Irrevocable Trust vs. Revocable Trust

An irrevocable trust cannot be changed once it is in effect but a revocable trust can be modified. While a revocable trust is designed to eliminate probate, an irrevocable trust can eliminate estate taxes and offer asset protection. Both are inter vivos trusts i.e. trusts that go into effect during an individual’s lifetime.

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Irrevocable Trust

Revocable Trust

Definition An trust that cannot be terminated once it goes into effect An trust that can be terminated at a later date and assets are transferred back to the settlor
Property Owner from tax perspective Trust Individual
Asset protection Yes No
Estate tax charged in some countries like US? No Yes
Avoid probate Yes Yes
Change Letter of wishes during settlor's lifetime? Yes Yes

Contents: Irrevocable Trust vs Revocable Trust

edit Inheritance

As the benefactor of an irrevocable trust no longer technically owns the property in the trust, it is not included when calculating estate taxes on their death. The property can be passed to an heir without going through probate.

Properties in revocable trusts are included when calculating estate taxes. They can be passed to an heir without going through probate. Revocable trusts can also be used in cases of mental illness, as they can be transferred straight to the trustee without a lengthy court case.

edit Asset protection

Properties in an irrevocable trust are protected if the owner is sued.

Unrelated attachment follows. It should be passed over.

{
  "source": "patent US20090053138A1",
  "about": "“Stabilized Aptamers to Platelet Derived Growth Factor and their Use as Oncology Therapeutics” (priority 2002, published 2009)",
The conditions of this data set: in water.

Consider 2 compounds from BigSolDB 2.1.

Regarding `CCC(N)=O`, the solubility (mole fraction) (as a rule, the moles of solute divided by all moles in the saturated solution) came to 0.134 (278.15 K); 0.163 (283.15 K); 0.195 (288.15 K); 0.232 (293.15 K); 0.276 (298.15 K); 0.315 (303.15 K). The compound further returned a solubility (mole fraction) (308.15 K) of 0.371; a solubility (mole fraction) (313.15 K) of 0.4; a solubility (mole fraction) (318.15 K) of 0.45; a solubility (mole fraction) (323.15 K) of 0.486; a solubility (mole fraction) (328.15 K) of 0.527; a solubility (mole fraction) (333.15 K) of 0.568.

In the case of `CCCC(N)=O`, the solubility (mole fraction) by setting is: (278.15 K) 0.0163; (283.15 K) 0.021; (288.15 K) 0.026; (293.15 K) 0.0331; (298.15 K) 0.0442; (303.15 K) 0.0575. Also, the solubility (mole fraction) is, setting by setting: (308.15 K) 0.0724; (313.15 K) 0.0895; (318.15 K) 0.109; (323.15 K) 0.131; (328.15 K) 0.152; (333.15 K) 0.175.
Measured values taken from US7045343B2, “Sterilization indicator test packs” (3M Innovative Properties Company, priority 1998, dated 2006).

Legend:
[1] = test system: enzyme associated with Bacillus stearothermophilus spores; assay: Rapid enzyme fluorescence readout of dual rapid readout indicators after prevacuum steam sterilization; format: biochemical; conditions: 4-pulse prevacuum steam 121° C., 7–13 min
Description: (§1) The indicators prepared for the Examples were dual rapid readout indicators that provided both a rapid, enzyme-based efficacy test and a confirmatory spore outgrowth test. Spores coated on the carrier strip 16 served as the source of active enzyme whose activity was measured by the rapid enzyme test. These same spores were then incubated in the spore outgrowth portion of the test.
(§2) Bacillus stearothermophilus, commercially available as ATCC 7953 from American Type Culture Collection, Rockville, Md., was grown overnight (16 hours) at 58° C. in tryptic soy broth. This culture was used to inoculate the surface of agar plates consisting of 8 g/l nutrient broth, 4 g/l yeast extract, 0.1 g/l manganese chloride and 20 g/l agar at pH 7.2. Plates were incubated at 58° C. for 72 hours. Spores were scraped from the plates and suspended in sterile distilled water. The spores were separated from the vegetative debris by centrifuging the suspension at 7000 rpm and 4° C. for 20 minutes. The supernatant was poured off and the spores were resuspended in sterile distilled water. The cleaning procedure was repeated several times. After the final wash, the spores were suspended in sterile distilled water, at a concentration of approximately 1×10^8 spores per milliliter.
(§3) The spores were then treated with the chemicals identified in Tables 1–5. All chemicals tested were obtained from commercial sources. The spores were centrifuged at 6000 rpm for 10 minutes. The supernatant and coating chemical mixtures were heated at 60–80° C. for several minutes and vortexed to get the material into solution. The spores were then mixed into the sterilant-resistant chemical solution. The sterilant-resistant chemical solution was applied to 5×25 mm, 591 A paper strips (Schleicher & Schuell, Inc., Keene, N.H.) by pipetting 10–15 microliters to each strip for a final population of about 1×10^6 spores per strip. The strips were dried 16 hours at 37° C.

Properties in a revocable trust have no creditor protection.

edit Modification

An irrevocable trust cannot be changed and the property cannot be retrieved.

A revocable trust can be modified through a trust agreement or revoked entirely through an amendment and restatement.

edit Usage

Irrevocable trusts are used by individuals who wish to reduce their payment of estate tax, and who wise to protect their assets from creditors. Finally, they can be used for charitable estate planning – if the trustmaker transfers the assets into a charitable trust while they are still alive, they will receive a charitable income tax deduction in the year the transfer is made.

Revocable trusts are usually used by individuals who wish to plan for a mental disability, as assets in these trusts can be managed by an individual’s Disability Trustee instead of a court-supervised guardian. They can also be used to avoid probate, which is the court-supervised process of locating and determining the value of a deceased person’s assets, paying their final taxes and then distributing the remainder to heirs. Instead, assets in a revocable trust will pass directly to the beneficiaries. Finally, they can be used to keep the details of property and its beneficiaries private.

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